We’re pleased to say that we managed this without exposing a single piece of email content on our servers. Thus achieving the privacy aspect that was essential to us. We still store a little meta data from any emails that are unsubscribed (so that we know they have already been actioned if we see them again), but this information is encrypted and so we think this is a small concession.
(Though if anyone can think of a way for us to have the same functionality without storing even this little bit of data then let us know!)
Anyway, with something now working it was time to let our beta testers run free!
Chapter 4 — Closed beta
Beta testing is a scary prospect, letting users into your app before it’s quite ready? What if things break?
Well it turns out that things do break, and sometimes they break hard. But beta users aren’t expecting a finished product, and they are surprisingly forgiving! In our case we swapped free use of our beta product in return to listening intently to absolutely everything they had to say about the app.
As a result we found and fixed a LOT of bugs, tweaked the UI, and came up with some new features that we hadn’t thought of that are now essential to the app.
We’re of the opinion now that without letting users loose as soon as possible, Leave Me Alone wouldn’t be half as effective as it is now.
Chapter 5— Open Beta
Since the beta was so successful, we are now opening Leave Me Alone up to anyone. A soft launch if you like. This will help us to spread the word, as happy users make for the best salespeople!
We approached making Leave Me Alone a lot differently from our previous apps. We wanted to build in the open and share our progress with other makers and potential customers. We shared our progress on Twitter, logged our tasks on Makerlog, and asked for feedback in Slack and Telegram communities that we’re active in.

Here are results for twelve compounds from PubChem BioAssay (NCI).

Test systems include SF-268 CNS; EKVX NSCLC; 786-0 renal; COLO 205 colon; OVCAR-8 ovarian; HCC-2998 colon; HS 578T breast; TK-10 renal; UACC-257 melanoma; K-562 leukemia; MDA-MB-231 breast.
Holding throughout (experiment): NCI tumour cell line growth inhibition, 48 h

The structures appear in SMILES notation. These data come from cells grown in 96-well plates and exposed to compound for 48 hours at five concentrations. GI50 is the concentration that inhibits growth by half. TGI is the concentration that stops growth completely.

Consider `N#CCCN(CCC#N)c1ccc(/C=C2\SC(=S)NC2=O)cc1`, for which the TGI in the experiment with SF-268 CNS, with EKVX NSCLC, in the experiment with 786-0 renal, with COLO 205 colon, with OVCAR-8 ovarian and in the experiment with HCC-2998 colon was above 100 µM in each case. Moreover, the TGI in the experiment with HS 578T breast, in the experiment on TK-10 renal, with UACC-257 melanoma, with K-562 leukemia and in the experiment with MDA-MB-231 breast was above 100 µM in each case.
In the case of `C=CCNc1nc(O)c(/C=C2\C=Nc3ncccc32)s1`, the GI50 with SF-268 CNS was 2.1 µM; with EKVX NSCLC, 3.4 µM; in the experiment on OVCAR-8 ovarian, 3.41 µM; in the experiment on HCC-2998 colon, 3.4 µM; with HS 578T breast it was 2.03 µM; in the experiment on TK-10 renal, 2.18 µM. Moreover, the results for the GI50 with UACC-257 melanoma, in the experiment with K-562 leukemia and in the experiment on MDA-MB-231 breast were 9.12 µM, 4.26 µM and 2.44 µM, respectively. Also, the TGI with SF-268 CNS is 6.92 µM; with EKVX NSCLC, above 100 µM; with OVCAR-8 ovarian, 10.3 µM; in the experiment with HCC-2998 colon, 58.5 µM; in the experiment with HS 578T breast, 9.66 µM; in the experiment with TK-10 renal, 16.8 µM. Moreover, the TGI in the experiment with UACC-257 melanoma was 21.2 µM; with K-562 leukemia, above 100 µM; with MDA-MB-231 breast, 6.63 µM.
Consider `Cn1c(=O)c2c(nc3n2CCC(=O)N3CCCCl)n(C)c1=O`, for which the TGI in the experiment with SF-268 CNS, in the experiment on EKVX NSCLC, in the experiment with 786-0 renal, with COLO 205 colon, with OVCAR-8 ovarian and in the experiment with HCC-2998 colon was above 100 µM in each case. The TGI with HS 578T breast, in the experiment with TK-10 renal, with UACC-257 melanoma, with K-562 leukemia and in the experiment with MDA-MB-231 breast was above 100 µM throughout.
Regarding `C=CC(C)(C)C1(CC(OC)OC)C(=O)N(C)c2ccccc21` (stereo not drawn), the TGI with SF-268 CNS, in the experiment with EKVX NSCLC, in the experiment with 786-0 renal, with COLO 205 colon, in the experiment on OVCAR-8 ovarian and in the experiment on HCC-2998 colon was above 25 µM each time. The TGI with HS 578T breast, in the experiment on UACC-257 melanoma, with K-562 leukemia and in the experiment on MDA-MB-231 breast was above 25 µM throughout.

This turned out to be an excellent decision for two reasons;
- We were hostage to accountability. We were openly responsible for building and delivering an idea that we had committed to make. Immediately, enquires started about promised features, progress updates, and the launch date. This helped by validating that the product was needed, and gave us motivation to keep developing.
- Having a community of users that want to see our product succeed was invaluable. We discovered isolated bugs that would have been insanely difficult to track down without being able to work one-on-one with dedicated users. For instance one user has a single malformed email that caused the entire app to crash if it was seen. One other had the biggest inbox of spam I have ever seen, which quickly smashed our email streamer 😂. Overall, we had a busy 72 hours handling bug reports, pouring through logs, and pushing fixes. Without this process we would never have known about any of these problems and we would have launched a very broken product.
We want to say a tremendously huge 🎉 THANK YOU 🎉 to all of our beta testers for their help. Leave Me Alone is now ready to be released into the wild. We’ll continue to develop and improve the service. You can see our public roadmap here — let us know which features you’d like us to work on next.
Enjoy your clean inbox!